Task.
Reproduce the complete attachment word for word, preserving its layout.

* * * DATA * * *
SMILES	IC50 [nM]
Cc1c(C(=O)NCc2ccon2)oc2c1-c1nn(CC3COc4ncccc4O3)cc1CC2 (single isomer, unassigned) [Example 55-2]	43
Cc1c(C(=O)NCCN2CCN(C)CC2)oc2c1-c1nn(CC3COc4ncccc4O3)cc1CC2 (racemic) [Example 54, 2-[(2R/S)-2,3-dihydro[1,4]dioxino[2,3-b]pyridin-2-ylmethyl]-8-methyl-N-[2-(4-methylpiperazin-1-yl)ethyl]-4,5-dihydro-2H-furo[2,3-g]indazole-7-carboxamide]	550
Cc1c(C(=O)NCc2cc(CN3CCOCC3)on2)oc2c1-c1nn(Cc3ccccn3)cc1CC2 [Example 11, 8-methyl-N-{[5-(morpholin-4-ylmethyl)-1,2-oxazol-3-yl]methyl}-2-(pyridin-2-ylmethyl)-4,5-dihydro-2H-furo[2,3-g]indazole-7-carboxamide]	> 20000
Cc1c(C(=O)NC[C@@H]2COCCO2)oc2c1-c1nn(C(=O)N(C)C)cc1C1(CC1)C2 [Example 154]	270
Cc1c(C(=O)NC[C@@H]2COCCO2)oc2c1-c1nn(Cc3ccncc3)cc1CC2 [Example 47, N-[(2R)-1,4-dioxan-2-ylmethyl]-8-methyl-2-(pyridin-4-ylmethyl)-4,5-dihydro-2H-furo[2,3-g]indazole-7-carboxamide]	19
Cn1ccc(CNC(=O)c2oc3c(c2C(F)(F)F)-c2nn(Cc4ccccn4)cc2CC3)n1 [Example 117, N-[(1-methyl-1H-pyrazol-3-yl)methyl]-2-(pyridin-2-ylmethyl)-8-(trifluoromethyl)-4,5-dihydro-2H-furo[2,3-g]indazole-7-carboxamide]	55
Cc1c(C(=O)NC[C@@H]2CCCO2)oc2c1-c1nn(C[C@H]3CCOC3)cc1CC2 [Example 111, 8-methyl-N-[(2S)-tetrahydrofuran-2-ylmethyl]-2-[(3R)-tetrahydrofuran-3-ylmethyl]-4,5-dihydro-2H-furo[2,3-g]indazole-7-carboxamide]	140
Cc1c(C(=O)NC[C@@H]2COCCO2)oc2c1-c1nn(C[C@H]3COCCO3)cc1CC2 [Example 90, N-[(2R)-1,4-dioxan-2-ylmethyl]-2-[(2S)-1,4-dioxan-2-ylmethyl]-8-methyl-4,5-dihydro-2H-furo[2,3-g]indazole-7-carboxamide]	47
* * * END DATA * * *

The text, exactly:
SMILES	IC50 [nM]
Cc1c(C(=O)NCc2ccon2)oc2c1-c1nn(CC3COc4ncccc4O3)cc1CC2 (single isomer, unassigned) [Example 55-2]	43
Cc1c(C(=O)NCCN2CCN(C)CC2)oc2c1-c1nn(CC3COc4ncccc4O3)cc1CC2 (racemic) [Example 54, 2-[(2R/S)-2,3-dihydro[1,4]dioxino[2,3-b]pyridin-2-ylmethyl]-8-methyl-N-[2-(4-methylpiperazin-1-yl)ethyl]-4,5-dihydro-2H-furo[2,3-g]indazole-7-carboxamide]	550
Cc1c(C(=O)NCc2cc(CN3CCOCC3)on2)oc2c1-c1nn(Cc3ccccn3)cc1CC2 [Example 11, 8-methyl-N-{[5-(morpholin-4-ylmethyl)-1,2-oxazol-3-yl]methyl}-2-(pyridin-2-ylmethyl)-4,5-dihydro-2H-furo[2,3-g]indazole-7-carboxamide]	> 20000
Cc1c(C(=O)NC[C@@H]2COCCO2)oc2c1-c1nn(C(=O)N(C)C)cc1C1(CC1)C2 [Example 154]	270
Cc1c(C(=O)NC[C@@H]2COCCO2)oc2c1-c1nn(Cc3ccncc3)cc1CC2 [Example 47, N-[(2R)-1,4-dioxan-2-ylmethyl]-8-methyl-2-(pyridin-4-ylmethyl)-4,5-dihydro-2H-furo[2,3-g]indazole-7-carboxamide]	19
Cn1ccc(CNC(=O)c2oc3c(c2C(F)(F)F)-c2nn(Cc4ccccn4)cc2CC3)n1 [Example 117, N-[(1-methyl-1H-pyrazol-3-yl)methyl]-2-(pyridin-2-ylmethyl)-8-(trifluoromethyl)-4,5-dihydro-2H-furo[2,3-g]indazole-7-carboxamide]	55
Cc1c(C(=O)NC[C@@H]2CCCO2)oc2c1-c1nn(C[C@H]3CCOC3)cc1CC2 [Example 111, 8-methyl-N-[(2S)-tetrahydrofuran-2-ylmethyl]-2-[(3R)-tetrahydrofuran-3-ylmethyl]-4,5-dihydro-2H-furo[2,3-g]indazole-7-carboxamide]	140
Cc1c(C(=O)NC[C@@H]2COCCO2)oc2c1-c1nn(C[C@H]3COCCO3)cc1CC2 [Example 90, N-[(2R)-1,4-dioxan-2-ylmethyl]-2-[(2S)-1,4-dioxan-2-ylmethyl]-8-methyl-4,5-dihydro-2H-furo[2,3-g]indazole-7-carboxamide]	47